Officials form group to keep HFCA in Baltimore County Bentley, Hayden, unions vow to stop move to city

March 04, 1992|By Timothy J. Mullaney

Baltimore County officials stepped up the heat on the U.S. General Services Administration today, announcing a coalition that will lobby GSA to keep the Health Care Financing Administration and its 3,000 jobs in Woodlawn.

County Executive Roger B. Hayden, Rep. Helen Delich Bentley, R-Md.-2d., and leaders of business groups and the union representing HCFA workers said they are trying to keep HCFA from moving into the city. They say city officials such as Rep. Benjamin L. Cardin, D-Md.-3d. are pushing for the city -- although Mrs. Bentley acknowledged she has used her position on the House subcommittee that oversees GSA to lobby for Woodlawn.

"If the county should lose HCFA -- and we won't let that happen -- the rest of the Social Security Administration could eventually go downtown," Mrs. Bentley said. HCFA, which oversees the Medicare and Medicaid programs, is not technically part of the Social Security Administration, but like Social Security is headquartered in Woodlawn.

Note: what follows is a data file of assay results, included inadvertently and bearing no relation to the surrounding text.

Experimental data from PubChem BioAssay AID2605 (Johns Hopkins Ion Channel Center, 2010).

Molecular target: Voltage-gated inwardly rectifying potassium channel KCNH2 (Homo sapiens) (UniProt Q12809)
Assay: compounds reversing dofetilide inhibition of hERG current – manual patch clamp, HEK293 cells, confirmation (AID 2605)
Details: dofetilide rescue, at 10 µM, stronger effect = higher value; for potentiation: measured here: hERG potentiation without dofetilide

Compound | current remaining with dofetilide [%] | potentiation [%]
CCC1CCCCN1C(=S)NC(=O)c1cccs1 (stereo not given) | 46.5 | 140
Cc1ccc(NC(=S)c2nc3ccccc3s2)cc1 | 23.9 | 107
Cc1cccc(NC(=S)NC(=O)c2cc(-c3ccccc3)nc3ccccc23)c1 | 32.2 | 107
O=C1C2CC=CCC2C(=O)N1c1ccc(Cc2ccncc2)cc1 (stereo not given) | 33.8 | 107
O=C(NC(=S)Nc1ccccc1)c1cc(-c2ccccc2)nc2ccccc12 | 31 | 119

GSA is considering two sites in Woodlawn and a third site in Baltimore for HCFA's headquarters. HCFA is now spread out among several Woodlawn buildings and wants to consolidate. A decision is expected this summer.

John Gage, president of Local 1923 of the American Federation of Government Workers, said 93 percent of HCFA employees surveyed prefer to keep the agency in Woodlawn, rather than move to a site near Oriole Park at Camden Yards that is being proposed by a partnership of the Rouse Co., Whiting-Turner Contracting Co. and Baltimore developer Daniel P. Henson III.

Mr. Gage added that downtown day care would be a problem for workers who live near the current headquarters. Mothers of school-aged children wouldn't be able to get their offspring from school to day care near the office, and mothers of pre-schoolers who use downtown day care might have to commute on mass transit with children.

Mr. Gage said HCFA workers are planning a March 13 rally at the current headquarters to pressure GSA to keep them in the suburbs.

City officials couldn't be reached this morning to respond to comments made at the press conference at Mrs. Bentley's Towson office.

The press conference announced a coalition of county political, business and union leaders who will try to keep HCFA in Woodlawn.

Mr. Hayden said the county has committed up to $2 million to improve infrastructure serving the location of any county site that GSA picks as HCFA's headquarters.

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